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Is that a Bat or a Bot?

Look out your window and see a strange-looking creature flying by the elm tree in your front yard. A crow, or maybe a bat? No. Actually, it’s a Parrot… but nothing like the colorful bird sitting in the gilded cage in your grandmother’s front room. This Parrot is a drone — a smaller version of unmanned aerial vehicles (UAVs) like the MQ-1 Predator or the newer Boeing/Insitu ScanEagle used by the military. And the Parrot AR.Drone is a commercial product. It’s controlled by an iPhone or iPod Touch and available to general consumers. Check out this video:

Essentially a tiny quadrotor helicopter with WiFi and two cameras, the Parrot AR.Drone uses the iPhone’s accelerometer to detect hand motion. The AR.Drone front camera streams live video to the iPhone to create an augmented reality environment. Lean the iPhone forward to move forward or sidewise to corner or change direction. Designed as a cool augmented reality gaming platform, it clearly has an ominous surveillance edge — not unlike the Flying Eye in Harry Harrison’s SF novel The Repairman, or the Aerostat Monitor in Neal Stephenson’s The Diamond Age. I wouldn’t want an unidentified AR.Drone with its cameras flying by my front window.

On the positive side — like Steve Mann’s SenseCam, the AR.Drone offers the capability to augment the capture of day-to-day activity on video. Rather than surveillance, this is sousveillance: the general activity of an individual capturing a first-person recording of an activity from his or her own perspective as a participant in the activity (see “Sousveillance: Wearable Computing and Citizen ‘Undersight’” in Resources).

As an augmented reality (AR) game platform, the AR.Drone looks awesome. Its AR features include the ability to detect another AR.Drone in flight and to detect positioning markers on the ground. Some of the initial games provided with the AR.Drone include solo games such as “Robot” (fight a gigantic robot with an almost impenetrable hull) and “Drone War” (pilot against virtual drones) as well as multiplayer duels using virtual cannons and missiles to shoot down opponents. Here’s a video showing an AR view from an iPhone screen of an AR.Drone with its indoor protective hull:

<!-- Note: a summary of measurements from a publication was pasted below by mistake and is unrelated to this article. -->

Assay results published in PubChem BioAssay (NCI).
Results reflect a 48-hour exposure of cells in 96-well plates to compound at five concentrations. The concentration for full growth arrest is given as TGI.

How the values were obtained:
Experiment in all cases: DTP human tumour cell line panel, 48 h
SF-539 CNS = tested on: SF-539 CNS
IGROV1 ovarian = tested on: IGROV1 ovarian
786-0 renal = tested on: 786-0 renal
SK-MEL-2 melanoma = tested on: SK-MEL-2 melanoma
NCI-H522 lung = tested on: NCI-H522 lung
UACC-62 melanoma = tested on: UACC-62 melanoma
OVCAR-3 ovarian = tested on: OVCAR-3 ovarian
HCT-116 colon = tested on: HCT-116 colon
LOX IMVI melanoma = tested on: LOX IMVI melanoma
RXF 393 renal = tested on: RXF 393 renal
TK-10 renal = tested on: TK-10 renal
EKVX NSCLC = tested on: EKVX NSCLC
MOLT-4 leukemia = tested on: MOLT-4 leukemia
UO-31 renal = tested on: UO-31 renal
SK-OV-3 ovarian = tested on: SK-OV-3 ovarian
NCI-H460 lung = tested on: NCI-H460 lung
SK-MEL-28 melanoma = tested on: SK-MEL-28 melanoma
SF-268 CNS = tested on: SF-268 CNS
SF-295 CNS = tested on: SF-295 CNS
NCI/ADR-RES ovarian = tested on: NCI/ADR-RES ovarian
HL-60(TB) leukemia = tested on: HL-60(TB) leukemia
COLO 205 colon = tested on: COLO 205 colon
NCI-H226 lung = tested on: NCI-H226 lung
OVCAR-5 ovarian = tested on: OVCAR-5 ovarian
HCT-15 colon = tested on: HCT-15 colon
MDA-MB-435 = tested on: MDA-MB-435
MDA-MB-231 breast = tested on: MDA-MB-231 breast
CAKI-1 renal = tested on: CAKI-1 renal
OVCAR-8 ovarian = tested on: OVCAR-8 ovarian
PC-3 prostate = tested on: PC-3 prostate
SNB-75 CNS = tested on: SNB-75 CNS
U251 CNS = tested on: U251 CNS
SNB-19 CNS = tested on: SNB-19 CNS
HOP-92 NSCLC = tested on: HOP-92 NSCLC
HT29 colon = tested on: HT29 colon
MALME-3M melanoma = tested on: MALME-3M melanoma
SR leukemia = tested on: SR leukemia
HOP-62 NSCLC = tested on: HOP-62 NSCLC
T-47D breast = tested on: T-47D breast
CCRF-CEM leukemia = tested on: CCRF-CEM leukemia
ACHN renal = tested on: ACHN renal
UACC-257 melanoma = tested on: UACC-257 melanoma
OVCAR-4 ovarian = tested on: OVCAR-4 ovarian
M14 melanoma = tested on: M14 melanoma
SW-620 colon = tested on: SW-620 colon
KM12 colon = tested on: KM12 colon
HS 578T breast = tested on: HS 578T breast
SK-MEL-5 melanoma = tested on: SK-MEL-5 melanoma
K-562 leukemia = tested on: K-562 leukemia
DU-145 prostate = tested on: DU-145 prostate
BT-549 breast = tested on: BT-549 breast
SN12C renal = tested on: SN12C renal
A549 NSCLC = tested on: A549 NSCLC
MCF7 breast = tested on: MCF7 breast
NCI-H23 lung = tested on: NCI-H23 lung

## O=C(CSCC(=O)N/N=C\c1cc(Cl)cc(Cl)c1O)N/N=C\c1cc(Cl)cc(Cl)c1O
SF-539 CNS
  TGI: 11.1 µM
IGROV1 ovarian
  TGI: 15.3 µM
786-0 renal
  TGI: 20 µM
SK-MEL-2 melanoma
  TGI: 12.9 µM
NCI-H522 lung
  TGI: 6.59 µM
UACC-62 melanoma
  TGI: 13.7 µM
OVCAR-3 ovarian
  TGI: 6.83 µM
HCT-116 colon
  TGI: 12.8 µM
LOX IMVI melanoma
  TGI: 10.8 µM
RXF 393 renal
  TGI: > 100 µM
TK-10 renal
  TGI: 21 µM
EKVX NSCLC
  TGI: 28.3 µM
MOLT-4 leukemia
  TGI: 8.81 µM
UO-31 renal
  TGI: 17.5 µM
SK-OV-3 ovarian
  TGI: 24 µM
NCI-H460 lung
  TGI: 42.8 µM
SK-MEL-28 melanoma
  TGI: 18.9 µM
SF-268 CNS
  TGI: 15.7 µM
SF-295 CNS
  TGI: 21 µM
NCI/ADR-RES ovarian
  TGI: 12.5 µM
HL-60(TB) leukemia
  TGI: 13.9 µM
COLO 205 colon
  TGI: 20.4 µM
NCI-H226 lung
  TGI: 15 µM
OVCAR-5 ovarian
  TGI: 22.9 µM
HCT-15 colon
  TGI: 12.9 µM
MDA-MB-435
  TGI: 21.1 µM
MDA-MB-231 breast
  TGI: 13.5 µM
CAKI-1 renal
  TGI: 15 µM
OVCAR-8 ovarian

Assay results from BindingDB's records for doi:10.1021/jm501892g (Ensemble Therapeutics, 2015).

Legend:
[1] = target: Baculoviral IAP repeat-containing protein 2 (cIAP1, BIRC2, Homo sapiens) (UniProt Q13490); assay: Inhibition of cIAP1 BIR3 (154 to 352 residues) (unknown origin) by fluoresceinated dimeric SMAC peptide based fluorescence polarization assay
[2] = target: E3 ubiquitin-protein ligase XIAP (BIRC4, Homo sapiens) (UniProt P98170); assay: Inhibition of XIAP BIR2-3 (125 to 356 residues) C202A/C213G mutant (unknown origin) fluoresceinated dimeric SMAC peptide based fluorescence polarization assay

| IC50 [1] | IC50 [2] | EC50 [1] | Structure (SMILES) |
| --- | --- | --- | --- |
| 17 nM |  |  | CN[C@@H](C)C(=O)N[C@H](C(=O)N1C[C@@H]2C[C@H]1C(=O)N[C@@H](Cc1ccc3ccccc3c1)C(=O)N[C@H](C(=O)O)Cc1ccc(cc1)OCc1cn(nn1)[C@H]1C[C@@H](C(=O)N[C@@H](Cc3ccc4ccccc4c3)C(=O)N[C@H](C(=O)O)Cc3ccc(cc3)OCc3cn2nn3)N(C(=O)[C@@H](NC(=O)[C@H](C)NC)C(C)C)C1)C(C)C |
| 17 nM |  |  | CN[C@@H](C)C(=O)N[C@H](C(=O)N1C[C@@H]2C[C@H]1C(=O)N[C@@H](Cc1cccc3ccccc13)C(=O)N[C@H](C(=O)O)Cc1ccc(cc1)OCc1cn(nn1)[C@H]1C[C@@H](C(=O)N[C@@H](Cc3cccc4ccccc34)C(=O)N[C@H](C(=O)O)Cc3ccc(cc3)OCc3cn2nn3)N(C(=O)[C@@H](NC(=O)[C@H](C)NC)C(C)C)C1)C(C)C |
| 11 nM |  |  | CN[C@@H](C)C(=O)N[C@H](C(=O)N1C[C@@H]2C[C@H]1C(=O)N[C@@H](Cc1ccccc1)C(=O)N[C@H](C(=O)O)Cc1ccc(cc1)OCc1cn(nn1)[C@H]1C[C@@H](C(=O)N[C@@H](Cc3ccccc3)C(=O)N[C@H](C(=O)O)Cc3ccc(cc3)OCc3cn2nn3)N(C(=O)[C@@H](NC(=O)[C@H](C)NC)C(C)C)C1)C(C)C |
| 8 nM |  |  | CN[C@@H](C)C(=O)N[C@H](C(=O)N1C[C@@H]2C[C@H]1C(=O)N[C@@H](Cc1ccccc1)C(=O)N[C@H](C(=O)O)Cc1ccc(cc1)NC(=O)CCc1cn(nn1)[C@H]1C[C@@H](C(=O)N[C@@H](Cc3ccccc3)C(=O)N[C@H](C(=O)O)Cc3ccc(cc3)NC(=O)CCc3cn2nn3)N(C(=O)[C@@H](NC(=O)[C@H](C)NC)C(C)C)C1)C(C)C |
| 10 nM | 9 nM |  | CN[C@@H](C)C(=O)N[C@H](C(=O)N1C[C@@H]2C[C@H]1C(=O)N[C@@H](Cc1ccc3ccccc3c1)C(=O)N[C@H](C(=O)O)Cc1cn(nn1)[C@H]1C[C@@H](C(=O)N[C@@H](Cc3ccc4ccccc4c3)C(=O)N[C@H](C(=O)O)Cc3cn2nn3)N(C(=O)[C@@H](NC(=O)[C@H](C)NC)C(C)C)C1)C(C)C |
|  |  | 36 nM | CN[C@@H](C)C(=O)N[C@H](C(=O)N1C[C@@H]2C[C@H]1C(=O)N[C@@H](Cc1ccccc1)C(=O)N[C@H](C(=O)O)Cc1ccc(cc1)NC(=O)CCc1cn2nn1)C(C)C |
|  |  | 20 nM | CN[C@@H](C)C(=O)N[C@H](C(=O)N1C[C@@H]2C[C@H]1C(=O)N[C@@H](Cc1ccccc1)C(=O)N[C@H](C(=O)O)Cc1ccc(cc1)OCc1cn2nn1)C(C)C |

The AR.Drone is built with an embedded computer system using a 468 MHz ARM9 chip, 128 MB of DDR RAM, WiFi, and a Linux operating system. Its inertial guidance system includes a 3-axis accelerometer, a 2-axis gyroscope, and a 1-axis yaw precision gyroscope. Somewhat like a bat, it uses an ultrasound altimeter with a range of 18 feet. Built with a carbon tube structure, the high efficiency propellers give it a speed of roughly 11 miles per hour. Powered by a lithium-ion polymer battery, it can stay in the air for about 15 minutes.

The Parrot AR.Drone is clearly a toy — but a toy that has the potential to train a new generation of drone pilots.

Parrot — a company based in Paris, France — is a global leader in wireless devices for mobile phones and is listed in the Paris stock market under the symbol PARRO. The company was founded in 1994 by Henri Seydoux to take advantage of the breakthrough of mobile phones into everyday life by creating high-quality, user-friendly wireless devices.

Parrot provides an open API (Application Programming Interface) for the AR.Drone to game developers. Building a game environment such as early 20th Century France and augmenting the AR.Drone to appear as a World War I biplane — or creating Klingon Warbirds attacking Federation Starships — could become a lucrative pastime for an iPhone app developer.

Parrot A.R. Drone. Photo credit: ardrone.parrot.comThe Parrot AR.Drone is clearly a toy, but a toy that has the potential to train a new generation of drone pilots. Real drones such as the RQ-1 Predator (“R” for reconnaissance and “Q” for unmanned aircraft system) are the primary UAVs currently used for offensive operations in Afghanistan and the Pakistani tribal areas. Predators with sensors are flown remotely with game-station-like radio controllers from ground control stations. They are deployed as a “system” in fours using satellite links. Predators have a wing span of 49 feet and weigh around 2,000 pounds. The tiny Parrot AR.Drone is a mere 17×11 inches and weighs a miniscule 14 ounces.

The Parrot is way cool technology and an innovative use of the iPhone — and it certainly looks like a lot of fun from the demonstration videos. Does it have the potential for surveillance abuse? It might irritate the neighbors, but it’s probably not much of an aerial spy. But I’m not sure I’d want to see the police get a hold of its next generation….

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